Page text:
# Frequencies not adding up

#1

Hi. I’m trying to make sure that I know where certain audio frequencies are located when I load an audio clip.

The musical note A4 is 440Hz. If the frequencies of a clip with a sample rate of 44100Hz are split into 1024 bands, the 10th band should be closest to 440Hz (according to calculations given here). 10 * 44100/1024 = 430Hz

So I set up a typical frequency display, feeding in a 440Hz sine wave, but when I mark out the 10th band with a green line, I see that it’s not at the 440Hz frequency (loudest frequency). If I mark out the 20th band with a red line, I see that this is at the 440Hz line instead. Again, if I do the calculations for band to frequency, the 20th band is closest to 880Hz, which is A5, one octave up. So why am I getting this wrong?

I’ll show my code below:

``````import processing.sound.*;
SoundFile file;
FFT fft;
int bands = 1024;
float[] spectrum = new float[bands];

void setup() {
size(1024, 512);
file = new SoundFile(this, "sin440.wav");
file.play();

fft = new FFT(this, bands);
fft.input(file);
}

void draw() {
fft.analyze(spectrum);
for (int i = 0; i < bands; i++) {

stroke(0, 0, 0);
if (i == 2) {
stroke(0, 0, 255);
}
if (i == 5) {
stroke(0, 255, 255);
}
if (i == 10) {
stroke(0, 255, 0);
}
if (i == 20) {
stroke(255, 0, 0);
}
line( i, height, i, height - spectrum[i]*height*5 );
}
}
``````

The 440Hz sine wave can be generated and downloaded here.

My guess is I’m making a very stupid mistake, but I’ve been trying to figure this out for an embarrassing amount of time, so I hand it over to you now.

#2

ha, good find

just for reading 2 links of prior discussions
FFT frequencies ,
Not sure how to work with Minim's FFT feature ,
the link to the reference
where obviously most of your code come from
https://processing.org/reference/libraries/sound/FFT.html

and a very interesting line in the processing code
https://github.com/processing/processing-sound/blob/master/src/processing/sound/FFT.java#L39 ,

in words:
in the processing sound lib the bands are really bands,
and not samples == bands * 2
while in minim lib not.
that are the 2 codes i play with:
sound lib:

``````// https://discourse.processing.org/t/frequencies-not-adding-up/9170

import processing.sound.*;
SoundFile file;
FFT fft;
int bands = 1024;
float[] spectrum = new float[bands];

void setup() {
size(1024, 512);
//  file = new SoundFile(this, "sin440.wav");
file = new SoundFile(this, "the_a.mp3");
file.play();

fft = new FFT(this, bands);
fft.input(file);
}

void draw() {
fft.analyze(spectrum);
for (int i = 0; i < bands; i++) {
stroke(0, 0, 0);
/*
if (i == 2) {
stroke(0, 0, 255);
}
if (i == 5) {
stroke(0, 255, 255);
}
if (i == 10) {
stroke(0, 255, 0);
}
if (i == 20) {
stroke(255, 0, 0);
}
*/
line( i, height, i, height - spectrum[i]*height*5 );
if ( keyPressed) if ( i < 30 ) println("i "+i+" amp "+nf(spectrum[i],1,1));
}
}
``````

minim lib

``````import ddf.minim.*;
import ddf.minim.analysis.*;

String soundfile = "the_a.mp3"; // "sin440.wav"

Minim minim;
AudioPlayer sound;
FFT spectrum;

float zoom =0.5;

void setup() {
size(600, 600);
noStroke();
fill(255);
minim = new Minim(this);
sound = minim.loadFile(soundfile, 1024);
sound.loop();
spectrum = new FFT(sound.bufferSize(), sound.sampleRate());
println("bufferSize() "+sound.bufferSize());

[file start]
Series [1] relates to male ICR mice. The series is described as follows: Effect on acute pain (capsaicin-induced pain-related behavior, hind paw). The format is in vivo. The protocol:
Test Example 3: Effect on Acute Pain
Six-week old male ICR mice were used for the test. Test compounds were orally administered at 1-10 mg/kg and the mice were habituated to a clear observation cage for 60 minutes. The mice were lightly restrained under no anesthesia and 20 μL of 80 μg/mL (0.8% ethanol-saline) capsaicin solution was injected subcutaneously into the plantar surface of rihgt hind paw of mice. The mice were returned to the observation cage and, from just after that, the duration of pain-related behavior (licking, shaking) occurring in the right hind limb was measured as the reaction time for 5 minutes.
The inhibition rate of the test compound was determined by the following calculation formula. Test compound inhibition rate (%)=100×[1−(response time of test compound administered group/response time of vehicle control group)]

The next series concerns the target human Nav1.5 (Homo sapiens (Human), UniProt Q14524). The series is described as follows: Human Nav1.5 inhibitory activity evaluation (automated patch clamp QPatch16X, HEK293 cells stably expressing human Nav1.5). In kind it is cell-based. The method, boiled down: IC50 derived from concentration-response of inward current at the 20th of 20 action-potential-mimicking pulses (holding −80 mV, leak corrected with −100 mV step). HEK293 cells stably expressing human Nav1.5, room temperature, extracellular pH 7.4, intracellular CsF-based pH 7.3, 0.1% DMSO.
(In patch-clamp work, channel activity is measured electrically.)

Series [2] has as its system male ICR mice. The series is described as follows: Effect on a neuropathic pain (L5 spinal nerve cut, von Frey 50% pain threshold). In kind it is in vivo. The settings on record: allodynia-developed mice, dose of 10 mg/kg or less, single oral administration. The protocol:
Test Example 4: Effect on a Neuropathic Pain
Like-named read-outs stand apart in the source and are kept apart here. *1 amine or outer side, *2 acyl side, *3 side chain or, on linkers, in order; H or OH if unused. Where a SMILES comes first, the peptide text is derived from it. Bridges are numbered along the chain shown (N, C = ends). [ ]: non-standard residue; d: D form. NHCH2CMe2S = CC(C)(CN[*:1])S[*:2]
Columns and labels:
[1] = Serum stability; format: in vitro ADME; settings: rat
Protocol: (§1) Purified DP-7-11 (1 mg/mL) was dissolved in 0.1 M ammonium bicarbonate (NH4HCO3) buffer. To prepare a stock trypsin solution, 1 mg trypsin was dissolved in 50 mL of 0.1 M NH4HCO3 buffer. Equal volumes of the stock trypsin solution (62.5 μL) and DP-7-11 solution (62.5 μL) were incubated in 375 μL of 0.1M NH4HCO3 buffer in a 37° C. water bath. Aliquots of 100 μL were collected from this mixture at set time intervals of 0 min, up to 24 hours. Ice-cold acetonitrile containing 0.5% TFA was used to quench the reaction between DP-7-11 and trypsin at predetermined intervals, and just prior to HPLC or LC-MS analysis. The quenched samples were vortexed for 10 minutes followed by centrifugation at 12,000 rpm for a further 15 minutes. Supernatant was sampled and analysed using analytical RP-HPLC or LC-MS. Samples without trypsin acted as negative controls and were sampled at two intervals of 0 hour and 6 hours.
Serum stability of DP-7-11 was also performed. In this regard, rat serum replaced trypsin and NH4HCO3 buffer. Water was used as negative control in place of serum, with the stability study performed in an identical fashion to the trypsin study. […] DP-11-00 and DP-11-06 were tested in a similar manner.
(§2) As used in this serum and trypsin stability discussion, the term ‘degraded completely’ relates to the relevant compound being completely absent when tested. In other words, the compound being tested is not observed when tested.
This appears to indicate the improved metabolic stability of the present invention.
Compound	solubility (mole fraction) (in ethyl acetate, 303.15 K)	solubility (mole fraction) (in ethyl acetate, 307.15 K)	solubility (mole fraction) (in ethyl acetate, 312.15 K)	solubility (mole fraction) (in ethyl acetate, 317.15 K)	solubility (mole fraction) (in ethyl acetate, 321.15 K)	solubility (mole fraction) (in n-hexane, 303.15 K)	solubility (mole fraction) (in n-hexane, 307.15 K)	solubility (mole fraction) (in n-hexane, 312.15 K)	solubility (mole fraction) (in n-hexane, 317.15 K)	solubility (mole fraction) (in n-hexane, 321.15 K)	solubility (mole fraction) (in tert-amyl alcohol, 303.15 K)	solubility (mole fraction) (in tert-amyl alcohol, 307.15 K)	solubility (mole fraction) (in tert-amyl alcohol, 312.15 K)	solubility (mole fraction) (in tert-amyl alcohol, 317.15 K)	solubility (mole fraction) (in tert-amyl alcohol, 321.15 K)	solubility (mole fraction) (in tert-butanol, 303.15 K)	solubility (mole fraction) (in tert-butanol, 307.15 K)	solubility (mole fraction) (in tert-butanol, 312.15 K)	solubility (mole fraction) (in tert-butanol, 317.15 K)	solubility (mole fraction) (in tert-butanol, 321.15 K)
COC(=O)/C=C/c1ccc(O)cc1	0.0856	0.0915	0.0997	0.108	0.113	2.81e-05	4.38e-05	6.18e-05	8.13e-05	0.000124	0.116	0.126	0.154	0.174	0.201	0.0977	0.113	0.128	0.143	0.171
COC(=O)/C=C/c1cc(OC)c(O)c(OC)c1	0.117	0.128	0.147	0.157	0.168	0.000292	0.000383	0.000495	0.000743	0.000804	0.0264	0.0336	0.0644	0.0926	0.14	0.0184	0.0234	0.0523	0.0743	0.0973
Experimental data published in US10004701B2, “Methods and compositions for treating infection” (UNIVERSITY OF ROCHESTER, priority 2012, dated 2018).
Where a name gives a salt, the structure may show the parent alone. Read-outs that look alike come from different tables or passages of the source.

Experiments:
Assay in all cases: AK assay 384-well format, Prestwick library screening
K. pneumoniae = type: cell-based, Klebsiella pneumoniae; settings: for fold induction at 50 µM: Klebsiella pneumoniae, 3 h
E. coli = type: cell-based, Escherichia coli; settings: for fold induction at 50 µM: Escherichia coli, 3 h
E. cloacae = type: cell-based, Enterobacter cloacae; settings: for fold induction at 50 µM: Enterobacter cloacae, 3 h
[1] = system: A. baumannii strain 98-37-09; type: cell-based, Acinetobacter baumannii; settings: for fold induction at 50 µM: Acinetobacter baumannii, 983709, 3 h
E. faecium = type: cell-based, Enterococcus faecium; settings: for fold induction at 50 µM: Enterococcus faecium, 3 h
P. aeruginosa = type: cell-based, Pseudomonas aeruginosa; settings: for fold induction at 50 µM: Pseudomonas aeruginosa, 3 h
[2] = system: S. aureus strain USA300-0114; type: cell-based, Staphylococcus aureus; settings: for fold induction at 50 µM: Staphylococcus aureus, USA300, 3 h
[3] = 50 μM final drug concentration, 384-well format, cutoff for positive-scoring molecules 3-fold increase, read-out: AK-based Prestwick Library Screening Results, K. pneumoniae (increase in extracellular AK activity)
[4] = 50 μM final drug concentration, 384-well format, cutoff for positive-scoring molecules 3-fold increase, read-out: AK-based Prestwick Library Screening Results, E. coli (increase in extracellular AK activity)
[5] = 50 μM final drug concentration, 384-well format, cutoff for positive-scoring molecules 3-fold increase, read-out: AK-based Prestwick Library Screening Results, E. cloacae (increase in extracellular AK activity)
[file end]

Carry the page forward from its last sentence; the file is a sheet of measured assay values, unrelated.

println("sampleRate() "+sound.sampleRate());
println("fft.specSize()"+spectrum.specSize());
}

void draw() {
background(0);
spectrum.forward(sound.mix);
for (int i = 0; i < spectrum.specSize(); i++) {
float x = map(i, 0, spectrum.specSize(), 0, width);
rect(x, height-10, width/spectrum.specSize(), -spectrum.getBand(i)*zoom);
if ( keyPressed) if ( i < 30) println("i "+i+" amp "+nf(spectrum.getBand(i), 1, 1));
}
}

``````

sound lib max amp at i 20 ( at bands = 1024 it uses 2048 samples )
minim lib max amp at i 10 ( use 1024 samples and give 513 values ( 512 bands ))

also i assume that both use DFT math,
while here
FFT of 1D array of 1024 measurements ,
i play with a complex algorithm i copy
and that does have 2 values per band.
( that was my first idea when i read your question )

i tested with my 440Hz mp3 file but
also i used your online link and did a crosscheck

#3

Ok, so as a solution for calculating frequencies, multiplying the bands by 2 works. However, I don’t understand why processing does it this way and also I don’t think it’s mentioned in the documentation.

Also, when you print all the amplitudes for bands below 30, what are you trying to show? Sorry for not getting it. Appreciate the help.

#4

yes, while the wording regarding BANDS is correct, it is not that clear
as long you not mention the samples used.

actually it might be a much better way for beginner who possibly are
not interested into samples…
just want a spectrum, anyhow a deeper understanding of FFT can not get
from a one sentence of a code example.

again pls understand that processing does not do FFT, it just sends the
sample array to the JAVA analyze function and gets back the spectrum
for what it needs you to declare how long that array should be.

now that relation:
samples FFT spectrum ( bands )
i was hoping is more clear after you read the other posts,
it has nothing to do with processing, code… it comes from the

Sampling Theorem

and is valid for all types of signal analysis.

as from any line graphic i can not count lines

• i like the printed list ( i am more the excel type ),
• just limited to (30) and
• only printed at keyPressed
( because a conti print in draw slows down the frameRate and would not be readable anyhow )

now for the math of digital audio:
the used signal has 440Hz, so one sinus fits into 2.27 msec
for a sampling rate of the audio signal of https://en.wikipedia.org/wiki/44,100_Hz
what does a sample every 22.67 usec.
so takes 100.22 samples of that ONE 440Hz sinus.

if we use / analyze 1024 samples it contains 10.21 of that 440Hz sinus(es).
( and covers 23.2 msec == max 43 batches per sec. ) )